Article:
COVID-19: Latest Travel and Immigration Disruption [Updated 26 June 2020]
This information is updated daily at 11am BST (7am EST) and 5.30pm BST (1.30pm EST).
Today's changes are as follows:
Antigua and Barbuda
- All arrivals are subject to testing and a mandatory 14-day quarantine.
- Effective 22 June, cross-border travel with Vietnam for non-tourism purposes has resumed.
- All flights remain suspended until at least August, despite previous plans for services to resume in July.
- The closure of all land, sea and air borders is extended until 1 July.
- Airports reopen to international flights on 1 July. Arrivals will be subject to health checks and systematic follow-ups during their stay.
- Effective 25 June, travellers coming from North Macedonia, Serbia, Bosnia and Herzegovina and Kosovo are subject to a mandatory 14-day self-isolation, due to an increase in imported coronavirus disease (COVID-19) infections to Croatia from these countries. This does not apply to individuals transiting Croatia to their final destination.
- Passengers coming from other countries will not be required to self-isolate at this moment. Self-isolation can be prescribed for persons who were found to have been in contact with a person infected by COVID-19 during border control.
- Citizens of the Czech Republic, Hungary, Austria, Estonia, Latvia, Lithuania, Poland, Slovenia, Germany, and Slovakia are allowed to enter without having to prove the tourist or business nature of the visit due to low COVID-19 infection rates in those countries.
- Entry is permitted without restriction or quarantine for all other foreign nationals for business, economic or personal reasons, if they provide relevant proof.
- Foreign nationals with confirmed permission to enter are advised to announce their visit by completing the online form here to shorten the waiting time at the border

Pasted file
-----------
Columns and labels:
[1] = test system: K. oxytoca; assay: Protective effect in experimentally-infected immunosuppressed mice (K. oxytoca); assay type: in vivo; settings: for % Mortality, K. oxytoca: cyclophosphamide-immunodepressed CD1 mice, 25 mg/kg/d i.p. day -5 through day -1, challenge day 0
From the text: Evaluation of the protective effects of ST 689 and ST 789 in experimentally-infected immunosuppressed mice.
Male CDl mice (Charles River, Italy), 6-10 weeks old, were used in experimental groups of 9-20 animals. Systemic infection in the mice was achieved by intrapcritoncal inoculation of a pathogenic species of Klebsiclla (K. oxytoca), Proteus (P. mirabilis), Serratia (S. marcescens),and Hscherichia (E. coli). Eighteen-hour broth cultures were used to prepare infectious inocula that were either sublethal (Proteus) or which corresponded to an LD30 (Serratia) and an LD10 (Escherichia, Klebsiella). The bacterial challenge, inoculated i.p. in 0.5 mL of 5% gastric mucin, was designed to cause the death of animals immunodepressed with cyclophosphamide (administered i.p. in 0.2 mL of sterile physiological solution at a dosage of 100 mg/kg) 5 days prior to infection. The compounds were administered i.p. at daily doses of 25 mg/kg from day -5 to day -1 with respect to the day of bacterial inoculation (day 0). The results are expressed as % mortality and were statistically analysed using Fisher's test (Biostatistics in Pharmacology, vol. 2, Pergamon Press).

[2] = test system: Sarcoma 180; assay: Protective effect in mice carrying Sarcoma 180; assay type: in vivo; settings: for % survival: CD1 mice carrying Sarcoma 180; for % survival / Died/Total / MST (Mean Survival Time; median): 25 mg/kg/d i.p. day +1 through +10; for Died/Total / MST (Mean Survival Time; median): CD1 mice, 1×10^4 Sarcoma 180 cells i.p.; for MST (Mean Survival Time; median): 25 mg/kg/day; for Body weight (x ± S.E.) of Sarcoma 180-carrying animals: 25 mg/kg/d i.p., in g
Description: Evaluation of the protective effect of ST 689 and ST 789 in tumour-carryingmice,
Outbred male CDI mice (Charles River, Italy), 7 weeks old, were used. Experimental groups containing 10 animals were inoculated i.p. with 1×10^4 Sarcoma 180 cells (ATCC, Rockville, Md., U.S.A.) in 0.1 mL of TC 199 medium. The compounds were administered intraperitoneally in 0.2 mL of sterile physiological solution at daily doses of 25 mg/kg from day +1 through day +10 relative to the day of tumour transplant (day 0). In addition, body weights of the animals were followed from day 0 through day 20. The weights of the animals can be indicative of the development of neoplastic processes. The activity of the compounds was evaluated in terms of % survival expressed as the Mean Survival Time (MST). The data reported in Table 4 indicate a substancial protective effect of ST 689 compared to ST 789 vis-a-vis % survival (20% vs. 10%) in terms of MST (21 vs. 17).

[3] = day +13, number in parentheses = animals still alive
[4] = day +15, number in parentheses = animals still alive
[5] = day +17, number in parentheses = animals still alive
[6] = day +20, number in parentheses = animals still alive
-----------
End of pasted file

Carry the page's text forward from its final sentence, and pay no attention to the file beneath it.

- Effective 27 June, the borders of Denmark will be reopened to tourists staying in Denmark for at least six nights, travelling from “open” countries” and “open” regions in Nordic “quarantine countries”.
- The list of open countries currently includes all EU and Schengen countries apart from Ireland, Malta, Portugal, Romania, Sweden (apart from the Västerbotten region) and the UK.
- To be “open”, a country must have fewer than 20 infected persons per 100,000 inhabitants per week.
- Once a country is open, the threshold for changing the status to “quarantine country” will be 30 infected persons per 100,000 inhabitants.
- For travellers from “quarantine countries” (with a higher COVID-19 incidence), entry will be suspended unless they have a worthy purpose.
- All inbound and outbound flights remain suspended until at least 1 July.Ireland
- From 9 July date, travellers arriving from countries on a “green list” of countries with lower rates of infection will be permitted to enter without having to undergo a quarantine.
- Effective 24 June, holders of already-endorsed Employment Pass (EP) Category 1, Residence Pass – Talent (RP-T), their accompanying dependents holding a Dependant Pass (DP) and domestic helpers, can return to Malaysia without having to obtain prior approval from the Director General of Immigration (DGIM).
- An immigration officer has confirmed that holders of EP/DP approval that has not yet been endorsed on the passport in Malaysia still need to obtain Entry Approval from the Director General of Immigration (DGIM).
- Holders of EP II, EP III, Professional Visit Pass (PVP) and Long-Term Social Visit Pass (LTSVP) must still obtain Entry Approval from the Director General of Immigration (DGIM).
- The foreign national will be required to undergo a COVID-19 screening test three days before departure and present a negative result. They must also download ‘MySejahtera’ mobile app and register themselves.
- A 14-day quarantine may be required, depending on the results of health screening at the airport on arrival.
- No quarantine is required for arrivals from Australia, Brunei, new Zealand or Singapore (current “Green Zone Countries”).
- International flights have resumed at Podgorica and Tivat airports.